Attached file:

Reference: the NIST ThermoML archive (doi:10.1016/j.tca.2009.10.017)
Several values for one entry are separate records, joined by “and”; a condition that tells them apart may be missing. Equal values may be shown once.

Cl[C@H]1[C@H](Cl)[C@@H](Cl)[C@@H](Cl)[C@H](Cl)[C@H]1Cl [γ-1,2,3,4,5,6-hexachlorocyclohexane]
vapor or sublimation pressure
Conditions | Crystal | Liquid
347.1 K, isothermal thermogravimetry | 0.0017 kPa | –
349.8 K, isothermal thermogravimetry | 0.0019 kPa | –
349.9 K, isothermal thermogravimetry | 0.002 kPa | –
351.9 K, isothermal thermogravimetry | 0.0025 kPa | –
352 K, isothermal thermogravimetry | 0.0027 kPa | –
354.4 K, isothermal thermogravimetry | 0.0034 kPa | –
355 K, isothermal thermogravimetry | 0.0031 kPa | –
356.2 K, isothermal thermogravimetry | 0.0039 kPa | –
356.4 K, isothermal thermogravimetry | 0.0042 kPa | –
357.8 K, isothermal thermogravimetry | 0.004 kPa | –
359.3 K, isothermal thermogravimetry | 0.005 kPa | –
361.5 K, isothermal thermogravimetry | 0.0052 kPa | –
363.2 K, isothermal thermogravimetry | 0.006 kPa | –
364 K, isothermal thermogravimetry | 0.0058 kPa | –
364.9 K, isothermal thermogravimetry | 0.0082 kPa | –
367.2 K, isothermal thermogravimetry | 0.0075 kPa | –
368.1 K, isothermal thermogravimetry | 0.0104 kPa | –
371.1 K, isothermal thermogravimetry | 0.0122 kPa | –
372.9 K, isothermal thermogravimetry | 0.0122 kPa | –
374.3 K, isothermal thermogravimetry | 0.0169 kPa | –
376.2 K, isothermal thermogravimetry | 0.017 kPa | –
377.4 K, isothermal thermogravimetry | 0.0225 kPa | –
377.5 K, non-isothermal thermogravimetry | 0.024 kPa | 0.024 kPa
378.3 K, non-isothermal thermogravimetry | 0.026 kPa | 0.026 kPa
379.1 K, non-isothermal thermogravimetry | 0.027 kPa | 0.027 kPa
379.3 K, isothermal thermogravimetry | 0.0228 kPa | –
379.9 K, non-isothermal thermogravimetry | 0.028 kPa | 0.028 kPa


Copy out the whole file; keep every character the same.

Reference: the NIST ThermoML archive (doi:10.1016/j.tca.2009.10.017)
Several values for one entry are separate records, joined by “and”; a condition that tells them apart may be missing. Equal values may be shown once.

Cl[C@H]1[C@H](Cl)[C@@H](Cl)[C@@H](Cl)[C@H](Cl)[C@H]1Cl [γ-1,2,3,4,5,6-hexachlorocyclohexane]
vapor or sublimation pressure
Conditions | Crystal | Liquid
347.1 K, isothermal thermogravimetry | 0.0017 kPa | –
349.8 K, isothermal thermogravimetry | 0.0019 kPa | –
349.9 K, isothermal thermogravimetry | 0.002 kPa | –
351.9 K, isothermal thermogravimetry | 0.0025 kPa | –
352 K, isothermal thermogravimetry | 0.0027 kPa | –
354.4 K, isothermal thermogravimetry | 0.0034 kPa | –
355 K, isothermal thermogravimetry | 0.0031 kPa | –
356.2 K, isothermal thermogravimetry | 0.0039 kPa | –
356.4 K, isothermal thermogravimetry | 0.0042 kPa | –
357.8 K, isothermal thermogravimetry | 0.004 kPa | –
359.3 K, isothermal thermogravimetry | 0.005 kPa | –
361.5 K, isothermal thermogravimetry | 0.0052 kPa | –
363.2 K, isothermal thermogravimetry | 0.006 kPa | –
364 K, isothermal thermogravimetry | 0.0058 kPa | –
364.9 K, isothermal thermogravimetry | 0.0082 kPa | –
367.2 K, isothermal thermogravimetry | 0.0075 kPa | –
368.1 K, isothermal thermogravimetry | 0.0104 kPa | –
371.1 K, isothermal thermogravimetry | 0.0122 kPa | –
372.9 K, isothermal thermogravimetry | 0.0122 kPa | –
374.3 K, isothermal thermogravimetry | 0.0169 kPa | –
376.2 K, isothermal thermogravimetry | 0.017 kPa | –
377.4 K, isothermal thermogravimetry | 0.0225 kPa | –
377.5 K, non-isothermal thermogravimetry | 0.024 kPa | 0.024 kPa
378.3 K, non-isothermal thermogravimetry | 0.026 kPa | 0.026 kPa
379.1 K, non-isothermal thermogravimetry | 0.027 kPa | 0.027 kPa
379.3 K, isothermal thermogravimetry | 0.0228 kPa | –
379.9 K, non-isothermal thermogravimetry | 0.028 kPa | 0.028 kPa